City Gives Hynix Millions
Piercy's deal with corporation could cost $100 million.
BY ALAN PITTMAN
Lead by Mayor Kitty Piercy, the Eugene City Council voted 5-3 to in effect give Hynix $9 million in tax breaks now, and the possibility of about $100 million more if the corporation later expands its chip plant.
Councilor David Kelly said he was "dumbfounded" at the deal to give Hynix almost $100,000 per new job created. Kelly noted that Eugene had already given Hynix $51 million in property tax breaks. "At some point we need to ask how much of a tax break is enough."
Councilors Kelly, Bonny Bettman and Betty Taylor voted against the enterprise zone tax break. Councilors Andrea Ortiz, Chris Pryor, Gary Papé, George Poling and Jennifer Solomon voted for the corporate give away.
Tax break supporters were lead by Mayor Kitty Piercy who campaigned on a promise of reigning in tax breaks to focus on small, existing environmentally sustainable businesses with family wage jobs, but once elected she has done none of that. Instead Piercy met with Hynix officials behind closed doors and followed their direction for the $100,000 per job cap.
Councilor Taylor said it was wrong of Piercy to meet "secretly" with Hynix to take direction from the corporation. "It puts us back as if Hynix owns us."
Piercy said that the "compromise" vote was difficult but necessary. Without the vote the state and county commissioners would have forced Eugene to give Hynix tax breaks without any per-job cap, Piercy argues. On a $500 million plant upgrade recently proposed by Hynix, that would have meant a $13 million tax break for Hynix for adding 95 jobs. With the cap, the tax break is reduced by a third, the maximum reduction allowable under state law, with the remaining $4 million paid to the city and county as a public benefit contribution.
But the city also had a third option — try to cancel the enterprise zone altogether. Under this approach the city could have lobbied or sued the state to cancel the just-approved zone or refused to appoint a local zone manager, legally forcing the state to cancel the tax break zone.
"I think the city should have stuck to its guns," Bettman said.
But Piercy said, "I didn't think we would necessarily win" the legal fight and could be left without the $4 million payment.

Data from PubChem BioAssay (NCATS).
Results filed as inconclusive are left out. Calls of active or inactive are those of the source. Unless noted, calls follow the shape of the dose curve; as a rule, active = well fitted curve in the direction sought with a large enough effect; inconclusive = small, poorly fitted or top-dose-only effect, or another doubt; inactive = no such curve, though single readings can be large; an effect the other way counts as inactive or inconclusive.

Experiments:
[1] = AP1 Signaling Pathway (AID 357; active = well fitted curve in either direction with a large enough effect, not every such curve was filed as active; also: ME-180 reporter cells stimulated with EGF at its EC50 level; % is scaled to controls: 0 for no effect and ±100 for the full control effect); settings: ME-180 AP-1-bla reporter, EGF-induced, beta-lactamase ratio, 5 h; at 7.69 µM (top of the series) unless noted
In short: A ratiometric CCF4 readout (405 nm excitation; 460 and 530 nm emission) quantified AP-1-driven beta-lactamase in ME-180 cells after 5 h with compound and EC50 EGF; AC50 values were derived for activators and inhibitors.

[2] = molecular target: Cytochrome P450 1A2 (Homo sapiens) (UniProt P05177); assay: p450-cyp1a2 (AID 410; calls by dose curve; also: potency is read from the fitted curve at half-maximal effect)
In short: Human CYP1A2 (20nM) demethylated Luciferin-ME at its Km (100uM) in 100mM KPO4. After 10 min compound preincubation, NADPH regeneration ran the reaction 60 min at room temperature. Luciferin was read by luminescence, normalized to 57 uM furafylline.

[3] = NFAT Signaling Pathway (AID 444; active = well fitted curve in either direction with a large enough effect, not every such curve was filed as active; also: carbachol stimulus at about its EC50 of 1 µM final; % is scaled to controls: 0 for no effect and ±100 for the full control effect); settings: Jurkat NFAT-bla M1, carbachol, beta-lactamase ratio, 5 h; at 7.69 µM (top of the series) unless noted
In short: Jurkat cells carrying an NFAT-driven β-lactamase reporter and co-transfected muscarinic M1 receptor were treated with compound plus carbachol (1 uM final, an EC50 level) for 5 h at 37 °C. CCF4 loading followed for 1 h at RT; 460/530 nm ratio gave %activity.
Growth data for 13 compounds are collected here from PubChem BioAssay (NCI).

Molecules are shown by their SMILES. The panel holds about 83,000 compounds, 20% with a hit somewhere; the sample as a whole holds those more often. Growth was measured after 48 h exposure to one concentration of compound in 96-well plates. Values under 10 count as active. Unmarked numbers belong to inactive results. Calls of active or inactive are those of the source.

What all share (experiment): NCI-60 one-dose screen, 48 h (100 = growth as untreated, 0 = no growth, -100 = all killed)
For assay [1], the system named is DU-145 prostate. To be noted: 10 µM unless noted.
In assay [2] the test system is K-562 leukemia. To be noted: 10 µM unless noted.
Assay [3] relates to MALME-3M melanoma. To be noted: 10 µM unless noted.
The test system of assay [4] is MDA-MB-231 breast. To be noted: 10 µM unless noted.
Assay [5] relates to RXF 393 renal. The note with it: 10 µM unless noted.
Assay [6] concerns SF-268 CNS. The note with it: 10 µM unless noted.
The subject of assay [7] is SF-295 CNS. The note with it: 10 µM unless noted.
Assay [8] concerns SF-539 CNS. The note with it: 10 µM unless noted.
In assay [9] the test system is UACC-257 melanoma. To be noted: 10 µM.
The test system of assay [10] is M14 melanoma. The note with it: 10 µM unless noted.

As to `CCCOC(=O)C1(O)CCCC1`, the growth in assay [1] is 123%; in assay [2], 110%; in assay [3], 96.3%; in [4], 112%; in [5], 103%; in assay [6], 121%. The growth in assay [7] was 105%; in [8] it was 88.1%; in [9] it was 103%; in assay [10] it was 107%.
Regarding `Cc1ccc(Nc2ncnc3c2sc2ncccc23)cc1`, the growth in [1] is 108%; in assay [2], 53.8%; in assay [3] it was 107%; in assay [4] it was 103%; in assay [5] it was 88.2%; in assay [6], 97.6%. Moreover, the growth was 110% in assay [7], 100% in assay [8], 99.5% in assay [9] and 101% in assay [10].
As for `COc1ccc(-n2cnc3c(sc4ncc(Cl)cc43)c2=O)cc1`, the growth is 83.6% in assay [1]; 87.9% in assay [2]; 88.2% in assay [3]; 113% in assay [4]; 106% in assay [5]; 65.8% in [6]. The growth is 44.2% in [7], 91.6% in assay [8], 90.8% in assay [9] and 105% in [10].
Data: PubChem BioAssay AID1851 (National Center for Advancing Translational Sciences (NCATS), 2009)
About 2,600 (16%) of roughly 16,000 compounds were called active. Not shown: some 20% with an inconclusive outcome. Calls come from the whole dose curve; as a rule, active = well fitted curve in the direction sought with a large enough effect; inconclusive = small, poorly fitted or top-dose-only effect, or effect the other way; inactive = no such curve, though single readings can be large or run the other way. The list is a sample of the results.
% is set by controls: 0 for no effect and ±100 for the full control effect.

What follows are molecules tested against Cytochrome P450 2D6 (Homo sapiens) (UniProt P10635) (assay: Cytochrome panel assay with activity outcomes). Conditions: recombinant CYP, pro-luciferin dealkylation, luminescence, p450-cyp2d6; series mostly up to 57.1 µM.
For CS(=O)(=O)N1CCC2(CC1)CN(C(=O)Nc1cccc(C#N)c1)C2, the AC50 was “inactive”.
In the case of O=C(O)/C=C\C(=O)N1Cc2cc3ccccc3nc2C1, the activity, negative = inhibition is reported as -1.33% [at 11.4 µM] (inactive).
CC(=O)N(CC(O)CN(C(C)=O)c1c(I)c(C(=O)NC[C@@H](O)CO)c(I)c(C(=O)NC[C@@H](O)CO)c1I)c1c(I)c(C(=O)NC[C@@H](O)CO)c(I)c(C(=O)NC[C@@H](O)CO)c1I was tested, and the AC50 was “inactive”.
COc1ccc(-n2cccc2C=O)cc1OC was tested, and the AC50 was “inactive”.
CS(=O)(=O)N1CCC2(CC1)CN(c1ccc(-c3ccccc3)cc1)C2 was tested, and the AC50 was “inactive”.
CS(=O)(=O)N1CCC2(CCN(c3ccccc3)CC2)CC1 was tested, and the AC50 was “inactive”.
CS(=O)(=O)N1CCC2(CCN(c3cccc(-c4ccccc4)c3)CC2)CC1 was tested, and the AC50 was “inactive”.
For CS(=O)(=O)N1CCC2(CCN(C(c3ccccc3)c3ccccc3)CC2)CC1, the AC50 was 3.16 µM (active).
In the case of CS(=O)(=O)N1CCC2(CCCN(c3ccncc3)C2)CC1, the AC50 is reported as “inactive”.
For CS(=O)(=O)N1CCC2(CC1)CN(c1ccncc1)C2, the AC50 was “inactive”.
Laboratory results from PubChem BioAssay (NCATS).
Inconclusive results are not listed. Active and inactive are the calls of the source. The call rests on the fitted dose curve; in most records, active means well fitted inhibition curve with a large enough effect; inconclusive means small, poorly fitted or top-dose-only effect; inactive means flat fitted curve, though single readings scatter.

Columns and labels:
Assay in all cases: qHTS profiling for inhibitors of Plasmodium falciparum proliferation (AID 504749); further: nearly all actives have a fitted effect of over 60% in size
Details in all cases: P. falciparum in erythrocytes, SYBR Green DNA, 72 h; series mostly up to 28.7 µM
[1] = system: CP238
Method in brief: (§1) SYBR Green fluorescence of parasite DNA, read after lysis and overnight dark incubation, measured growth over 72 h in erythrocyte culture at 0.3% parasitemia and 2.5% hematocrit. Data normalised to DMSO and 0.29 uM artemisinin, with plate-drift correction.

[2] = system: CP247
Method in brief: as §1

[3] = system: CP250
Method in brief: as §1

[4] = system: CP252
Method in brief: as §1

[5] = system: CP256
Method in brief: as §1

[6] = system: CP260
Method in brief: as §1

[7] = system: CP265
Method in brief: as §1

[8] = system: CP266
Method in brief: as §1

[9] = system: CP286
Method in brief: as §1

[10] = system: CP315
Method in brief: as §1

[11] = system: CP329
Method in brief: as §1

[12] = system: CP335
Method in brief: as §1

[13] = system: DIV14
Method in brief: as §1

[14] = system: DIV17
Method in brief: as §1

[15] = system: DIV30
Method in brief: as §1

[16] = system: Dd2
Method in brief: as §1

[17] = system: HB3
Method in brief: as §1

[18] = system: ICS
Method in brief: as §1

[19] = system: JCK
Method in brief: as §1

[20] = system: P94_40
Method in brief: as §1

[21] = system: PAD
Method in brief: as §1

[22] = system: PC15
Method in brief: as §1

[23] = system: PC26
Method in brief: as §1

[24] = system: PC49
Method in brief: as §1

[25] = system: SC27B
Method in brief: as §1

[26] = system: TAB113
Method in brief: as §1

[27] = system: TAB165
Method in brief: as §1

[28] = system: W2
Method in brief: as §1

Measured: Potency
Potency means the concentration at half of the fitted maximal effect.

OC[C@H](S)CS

The County Commission forced the city to give it a disproportional share of that payment from Hynix.
Normally, the county collects only about 7 percent of Hynix's property taxes with about 50 percent going to the city and the remaining 40 percent going to state schools. But the county is demanding a 40 percent share of the $4 million Hynix payment. Eugene will get 40 percent and schools, including possibly private and non-local schools, will get only 20 percent.
In addition to the city, county and schools losing revenue from the tax breaks, property taxes will also increase slightly for everyone else to make up for the Hynix tax revenue that would have gone to pay off local bonded debt.
Tax break opponents said it was a mistake for the city to apply for the tax break zone to begin with. State law now cements the huge breaks in place for Hynix for the next 20 years.
Councilors Bettman and Kelly said they never would have voted to apply for the zone in April if they had known that state law limited the cap to a one-third tax break reduction, and that the county would have veto power over any job caps and job quality standards. The councilors blamed city staff, who have been among the biggest boosters of Hynix breaks, for not telling them crucial information.
Bettman said that before the vote to apply for the zone, staff told her that a $30,000 cap she proposed would be allowable under state law and didn't mention the one-third rule. "I am very disappointed," she said.
Kelly faulted staff for not informing the councilors that the county could effectively veto any caps on tax breaks or other standards. "Our staff did not tell your elected officials."
Kevin Matthews, president of Friends of Eugene, said given that "there's a heck of a lot of money involved," the council and the public should have been "crystal clear" on the enterprise zone rules and hearings should have been held before the vote. Instead, the "manipulation and blackmail" that resulted "is really a scandal," he said.
Councilor Ortiz, the swing vote on the breaks, said she backed the Hynix deal because her constituents need jobs. But the link between giving Hynix tax breaks and actually creating new jobs for needy local people has always been weak at best.
Most economists agree that such tax breaks rarely "create" new jobs because most companies would have created the jobs anyway since they make location and hiring decisions based on labor costs, market access and other business or personal reasons rather than tax breaks. Indeed, Hynix announced it's $500 million upgrade even before the council vote this week.
Studies by state agencies and other widely accepted research also shows that most of the new jobs created by Hynix and other such break beneficiaries go to people moving to the area rather than local poor people.